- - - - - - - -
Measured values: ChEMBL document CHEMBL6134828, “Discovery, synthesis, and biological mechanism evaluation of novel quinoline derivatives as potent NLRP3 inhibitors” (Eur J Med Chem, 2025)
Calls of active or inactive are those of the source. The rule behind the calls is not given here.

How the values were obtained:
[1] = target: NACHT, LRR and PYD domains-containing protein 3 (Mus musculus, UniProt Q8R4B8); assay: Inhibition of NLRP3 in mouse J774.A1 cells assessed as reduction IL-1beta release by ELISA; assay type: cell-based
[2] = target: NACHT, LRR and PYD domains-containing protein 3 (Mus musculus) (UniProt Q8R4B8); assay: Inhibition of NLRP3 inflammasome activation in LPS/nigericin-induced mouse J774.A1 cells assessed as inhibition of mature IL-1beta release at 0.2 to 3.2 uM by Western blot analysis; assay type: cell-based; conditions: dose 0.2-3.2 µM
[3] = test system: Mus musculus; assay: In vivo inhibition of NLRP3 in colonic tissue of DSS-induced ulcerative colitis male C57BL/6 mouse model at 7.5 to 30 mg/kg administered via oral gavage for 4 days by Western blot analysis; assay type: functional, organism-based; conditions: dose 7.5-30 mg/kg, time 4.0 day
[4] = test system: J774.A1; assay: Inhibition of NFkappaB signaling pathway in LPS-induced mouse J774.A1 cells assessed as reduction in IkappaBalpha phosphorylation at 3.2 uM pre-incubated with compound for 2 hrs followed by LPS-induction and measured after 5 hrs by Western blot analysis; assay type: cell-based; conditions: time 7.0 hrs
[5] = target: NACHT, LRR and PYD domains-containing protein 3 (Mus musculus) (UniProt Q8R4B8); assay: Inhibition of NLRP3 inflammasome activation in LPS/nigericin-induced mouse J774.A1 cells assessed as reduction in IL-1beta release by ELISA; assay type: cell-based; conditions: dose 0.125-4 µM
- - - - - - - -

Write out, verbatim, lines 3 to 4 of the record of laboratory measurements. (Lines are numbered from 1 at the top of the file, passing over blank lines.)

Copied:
How the values were obtained:
[1] = target: NACHT, LRR and PYD domains-containing protein 3 (Mus musculus, UniProt Q8R4B8); assay: Inhibition of NLRP3 in mouse J774.A1 cells assessed as reduction IL-1beta release by ELISA; assay type: cell-based